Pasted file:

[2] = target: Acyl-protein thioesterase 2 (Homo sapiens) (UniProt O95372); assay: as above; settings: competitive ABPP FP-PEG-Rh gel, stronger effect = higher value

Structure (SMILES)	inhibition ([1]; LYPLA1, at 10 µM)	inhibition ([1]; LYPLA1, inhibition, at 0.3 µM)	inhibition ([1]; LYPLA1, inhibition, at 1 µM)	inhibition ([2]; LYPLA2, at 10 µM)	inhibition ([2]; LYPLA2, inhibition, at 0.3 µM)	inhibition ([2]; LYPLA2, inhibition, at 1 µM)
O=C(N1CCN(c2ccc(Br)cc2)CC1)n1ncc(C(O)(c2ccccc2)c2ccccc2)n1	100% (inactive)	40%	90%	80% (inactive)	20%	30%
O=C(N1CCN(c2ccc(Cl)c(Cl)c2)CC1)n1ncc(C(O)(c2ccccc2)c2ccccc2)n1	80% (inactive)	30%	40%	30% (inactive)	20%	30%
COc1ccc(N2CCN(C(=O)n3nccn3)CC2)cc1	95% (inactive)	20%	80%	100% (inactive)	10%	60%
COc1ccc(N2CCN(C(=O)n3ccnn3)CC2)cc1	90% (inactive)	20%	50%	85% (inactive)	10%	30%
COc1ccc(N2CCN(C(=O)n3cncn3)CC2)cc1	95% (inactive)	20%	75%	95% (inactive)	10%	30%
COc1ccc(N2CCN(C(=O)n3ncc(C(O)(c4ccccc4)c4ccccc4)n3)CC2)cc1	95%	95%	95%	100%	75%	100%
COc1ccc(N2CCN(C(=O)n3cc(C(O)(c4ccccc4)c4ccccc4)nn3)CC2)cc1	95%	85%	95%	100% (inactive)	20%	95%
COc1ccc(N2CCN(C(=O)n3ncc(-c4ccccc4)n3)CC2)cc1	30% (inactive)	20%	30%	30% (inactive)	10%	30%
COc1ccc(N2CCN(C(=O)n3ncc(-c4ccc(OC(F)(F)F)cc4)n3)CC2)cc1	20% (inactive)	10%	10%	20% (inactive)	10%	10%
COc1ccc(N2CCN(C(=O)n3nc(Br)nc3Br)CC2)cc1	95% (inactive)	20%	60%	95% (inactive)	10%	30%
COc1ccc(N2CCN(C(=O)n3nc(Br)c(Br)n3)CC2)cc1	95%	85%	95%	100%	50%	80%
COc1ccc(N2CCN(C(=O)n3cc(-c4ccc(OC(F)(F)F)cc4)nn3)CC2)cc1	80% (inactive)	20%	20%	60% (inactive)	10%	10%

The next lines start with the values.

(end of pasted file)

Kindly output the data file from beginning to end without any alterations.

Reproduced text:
[2] = target: Acyl-protein thioesterase 2 (Homo sapiens) (UniProt O95372); assay: as above; settings: competitive ABPP FP-PEG-Rh gel, stronger effect = higher value

Structure (SMILES)	inhibition ([1]; LYPLA1, at 10 µM)	inhibition ([1]; LYPLA1, inhibition, at 0.3 µM)	inhibition ([1]; LYPLA1, inhibition, at 1 µM)	inhibition ([2]; LYPLA2, at 10 µM)	inhibition ([2]; LYPLA2, inhibition, at 0.3 µM)	inhibition ([2]; LYPLA2, inhibition, at 1 µM)
O=C(N1CCN(c2ccc(Br)cc2)CC1)n1ncc(C(O)(c2ccccc2)c2ccccc2)n1	100% (inactive)	40%	90%	80% (inactive)	20%	30%
O=C(N1CCN(c2ccc(Cl)c(Cl)c2)CC1)n1ncc(C(O)(c2ccccc2)c2ccccc2)n1	80% (inactive)	30%	40%	30% (inactive)	20%	30%
COc1ccc(N2CCN(C(=O)n3nccn3)CC2)cc1	95% (inactive)	20%	80%	100% (inactive)	10%	60%
COc1ccc(N2CCN(C(=O)n3ccnn3)CC2)cc1	90% (inactive)	20%	50%	85% (inactive)	10%	30%
COc1ccc(N2CCN(C(=O)n3cncn3)CC2)cc1	95% (inactive)	20%	75%	95% (inactive)	10%	30%
COc1ccc(N2CCN(C(=O)n3ncc(C(O)(c4ccccc4)c4ccccc4)n3)CC2)cc1	95%	95%	95%	100%	75%	100%
COc1ccc(N2CCN(C(=O)n3cc(C(O)(c4ccccc4)c4ccccc4)nn3)CC2)cc1	95%	85%	95%	100% (inactive)	20%	95%
COc1ccc(N2CCN(C(=O)n3ncc(-c4ccccc4)n3)CC2)cc1	30% (inactive)	20%	30%	30% (inactive)	10%	30%
COc1ccc(N2CCN(C(=O)n3ncc(-c4ccc(OC(F)(F)F)cc4)n3)CC2)cc1	20% (inactive)	10%	10%	20% (inactive)	10%	10%
COc1ccc(N2CCN(C(=O)n3nc(Br)nc3Br)CC2)cc1	95% (inactive)	20%	60%	95% (inactive)	10%	30%
COc1ccc(N2CCN(C(=O)n3nc(Br)c(Br)n3)CC2)cc1	95%	85%	95%	100%	50%	80%
COc1ccc(N2CCN(C(=O)n3cc(-c4ccc(OC(F)(F)F)cc4)nn3)CC2)cc1	80% (inactive)	20%	20%	60% (inactive)	10%	10%

The next lines start with the values.